Blind to the black swan theory?
How a centralized approach to financial crime prevention can protect against the unexpected
Financial institutions worldwide are confronted by an explosion in the volume of financial crime affecting their businesses, encompassing everything from cyberthreats to market abuse, e-comms surveillance, money laundering, procurement fraud and unauthorized trading. Many have suffered significant financial losses as a result. It’s an ongoing threat, with Kaspersky Lab recently revealing details of fraud by a multinational gang of cybercriminals involving the theft of between $300 million and $1 billion from financial institutions worldwide.
Along with this upsurge in criminality, regulatory activity to maintain the integrity of the financial services sector has escalated. This is reflected in the amount of regulatory change (tracked by business intelligence organization Thomson Reuters), which has more than doubled over the past two years. This regulatory attention, and threat of financial loss, is forcing the group of large Tier 1 global banks to sit up and listen, while their smaller Tier 2 counterparts have been slower to react.
To achieve this, they need to link relevant data and apply a risk detection model that uses analytics to proactively identify activities that pose the greatest risk.
Tier 2 banks: Moving from tactical to strategic in the fight against financial crime
Many senior decision makers from the Tier 2 banks believe they are small enough to manage risk using simple control-based spreadsheets. Typically, they don’t see risk management as their number one priority, and are effectively operating in a work-around mode, sharing information among surveillance, fraud and financial crime teams without feeling any pressure to harmonize their approach.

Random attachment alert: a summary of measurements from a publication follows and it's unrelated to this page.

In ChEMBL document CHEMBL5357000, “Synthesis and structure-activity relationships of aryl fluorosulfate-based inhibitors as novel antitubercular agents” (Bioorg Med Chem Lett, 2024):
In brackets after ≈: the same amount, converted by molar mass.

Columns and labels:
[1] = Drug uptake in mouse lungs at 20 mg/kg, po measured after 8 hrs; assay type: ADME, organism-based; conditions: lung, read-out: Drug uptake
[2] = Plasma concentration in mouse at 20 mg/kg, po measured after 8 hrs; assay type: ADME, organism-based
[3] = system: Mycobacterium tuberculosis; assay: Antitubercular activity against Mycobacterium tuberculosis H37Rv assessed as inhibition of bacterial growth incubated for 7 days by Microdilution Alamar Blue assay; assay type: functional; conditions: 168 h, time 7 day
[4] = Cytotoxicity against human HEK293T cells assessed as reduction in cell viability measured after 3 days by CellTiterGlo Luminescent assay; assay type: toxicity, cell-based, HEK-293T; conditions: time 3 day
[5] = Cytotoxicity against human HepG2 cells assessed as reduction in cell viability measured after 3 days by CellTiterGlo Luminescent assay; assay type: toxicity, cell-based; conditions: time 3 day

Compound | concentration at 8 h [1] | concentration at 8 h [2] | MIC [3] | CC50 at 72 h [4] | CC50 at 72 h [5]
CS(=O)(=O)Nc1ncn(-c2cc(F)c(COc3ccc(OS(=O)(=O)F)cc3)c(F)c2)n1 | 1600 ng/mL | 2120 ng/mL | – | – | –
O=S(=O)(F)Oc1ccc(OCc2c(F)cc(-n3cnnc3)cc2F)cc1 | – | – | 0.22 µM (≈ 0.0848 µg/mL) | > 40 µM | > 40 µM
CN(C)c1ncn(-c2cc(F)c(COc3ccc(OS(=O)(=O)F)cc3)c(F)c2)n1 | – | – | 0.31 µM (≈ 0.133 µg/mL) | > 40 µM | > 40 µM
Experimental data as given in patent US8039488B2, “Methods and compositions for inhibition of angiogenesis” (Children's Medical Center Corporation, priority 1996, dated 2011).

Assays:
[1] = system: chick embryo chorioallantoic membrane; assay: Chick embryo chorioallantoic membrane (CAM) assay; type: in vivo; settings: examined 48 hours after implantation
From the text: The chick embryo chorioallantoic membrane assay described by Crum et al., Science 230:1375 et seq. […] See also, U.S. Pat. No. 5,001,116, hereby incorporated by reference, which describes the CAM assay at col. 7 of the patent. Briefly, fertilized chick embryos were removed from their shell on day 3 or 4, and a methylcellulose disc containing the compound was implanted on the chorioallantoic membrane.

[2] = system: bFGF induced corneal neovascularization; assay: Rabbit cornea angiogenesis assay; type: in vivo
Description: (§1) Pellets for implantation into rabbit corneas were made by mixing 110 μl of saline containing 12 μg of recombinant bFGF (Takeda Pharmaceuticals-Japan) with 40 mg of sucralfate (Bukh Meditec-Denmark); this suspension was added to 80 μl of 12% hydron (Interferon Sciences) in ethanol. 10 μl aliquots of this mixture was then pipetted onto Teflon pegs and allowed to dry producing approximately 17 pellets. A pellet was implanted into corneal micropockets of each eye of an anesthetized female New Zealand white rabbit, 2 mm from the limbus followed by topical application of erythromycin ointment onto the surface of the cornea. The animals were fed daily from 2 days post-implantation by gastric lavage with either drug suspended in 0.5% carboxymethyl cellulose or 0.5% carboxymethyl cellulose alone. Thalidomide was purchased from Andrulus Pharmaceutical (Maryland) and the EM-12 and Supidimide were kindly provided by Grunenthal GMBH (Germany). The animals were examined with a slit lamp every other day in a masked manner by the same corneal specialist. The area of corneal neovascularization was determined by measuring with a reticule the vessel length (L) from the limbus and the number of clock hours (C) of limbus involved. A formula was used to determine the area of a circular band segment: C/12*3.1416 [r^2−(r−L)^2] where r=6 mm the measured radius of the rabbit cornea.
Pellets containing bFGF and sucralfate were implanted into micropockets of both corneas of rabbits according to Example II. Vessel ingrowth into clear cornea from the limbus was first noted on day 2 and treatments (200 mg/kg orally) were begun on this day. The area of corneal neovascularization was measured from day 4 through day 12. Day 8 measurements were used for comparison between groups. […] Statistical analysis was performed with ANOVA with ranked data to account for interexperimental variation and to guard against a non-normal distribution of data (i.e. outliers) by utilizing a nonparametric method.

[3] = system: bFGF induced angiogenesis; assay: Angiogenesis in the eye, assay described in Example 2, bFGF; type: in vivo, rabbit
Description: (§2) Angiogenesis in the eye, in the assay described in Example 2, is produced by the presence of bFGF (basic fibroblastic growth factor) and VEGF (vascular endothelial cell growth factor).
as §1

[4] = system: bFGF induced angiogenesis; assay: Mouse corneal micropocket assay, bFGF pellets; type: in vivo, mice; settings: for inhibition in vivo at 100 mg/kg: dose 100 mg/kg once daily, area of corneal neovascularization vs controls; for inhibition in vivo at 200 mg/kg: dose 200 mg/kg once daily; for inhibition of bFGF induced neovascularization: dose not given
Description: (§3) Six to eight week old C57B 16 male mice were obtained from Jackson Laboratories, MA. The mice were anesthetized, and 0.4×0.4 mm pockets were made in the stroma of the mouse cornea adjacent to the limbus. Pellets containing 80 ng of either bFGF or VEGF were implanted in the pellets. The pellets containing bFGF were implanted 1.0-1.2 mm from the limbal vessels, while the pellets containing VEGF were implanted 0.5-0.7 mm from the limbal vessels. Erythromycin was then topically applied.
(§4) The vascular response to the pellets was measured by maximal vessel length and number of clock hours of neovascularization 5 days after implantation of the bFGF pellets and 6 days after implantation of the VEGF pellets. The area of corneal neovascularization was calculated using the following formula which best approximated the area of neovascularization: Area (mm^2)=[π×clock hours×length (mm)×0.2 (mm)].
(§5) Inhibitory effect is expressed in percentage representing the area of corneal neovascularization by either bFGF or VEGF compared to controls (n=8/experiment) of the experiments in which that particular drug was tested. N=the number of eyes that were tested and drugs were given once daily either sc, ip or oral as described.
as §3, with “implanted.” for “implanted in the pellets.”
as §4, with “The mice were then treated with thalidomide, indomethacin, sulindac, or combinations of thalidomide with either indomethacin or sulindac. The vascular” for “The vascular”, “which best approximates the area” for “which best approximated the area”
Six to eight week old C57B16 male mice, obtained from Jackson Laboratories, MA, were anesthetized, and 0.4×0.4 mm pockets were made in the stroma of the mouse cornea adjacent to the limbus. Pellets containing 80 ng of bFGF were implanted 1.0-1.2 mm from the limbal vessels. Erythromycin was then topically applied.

This complacency could be due to the fact that, to date, relatively few of these smaller banks have incurred financial penalties. With little deterrent, they remain focused on short-term, tactical fixes to the strategic problem of risk management and financial crime prevention. However, while these may work in the short term, they’re unlikely to be effective against the unforeseen “black swan” event that can severely damage an organization. Often, it’s inappropriately rationalized as inevitable after the fact.
Unlike the Tier 2s, the larger Tier 1 banks recognize the threats they face, and are taking steps to counter them. Today, the more forward-thinking ones are combining units into coordinated organizational divisions. Many also have rules-based detection systems that enable them to adhere to regulatory compliance requirements. Typically, these are effective in identifying policy infringements, but struggle to identify the more sophisticated activities and are prone to generating high volumes of false positives.
Analytics can proactively identify activities that pose the greatest risk
Even the largest banks, however, have more work to do. Ultimately, the goal for both groups should be to implement a more rounded intelligence-based capability, giving decision makers an overarching view of employees and clients. However, to achieve this, they need to link relevant data and apply a risk detection model that uses analytics to proactively identify activities that pose the greatest risk.
The end goal is a single view of risk across all operational areas. To achieve this, you first need to link together the different structured and unstructured data sources that currently sit in silos within organizations and then harness, ingest and utilize external sources.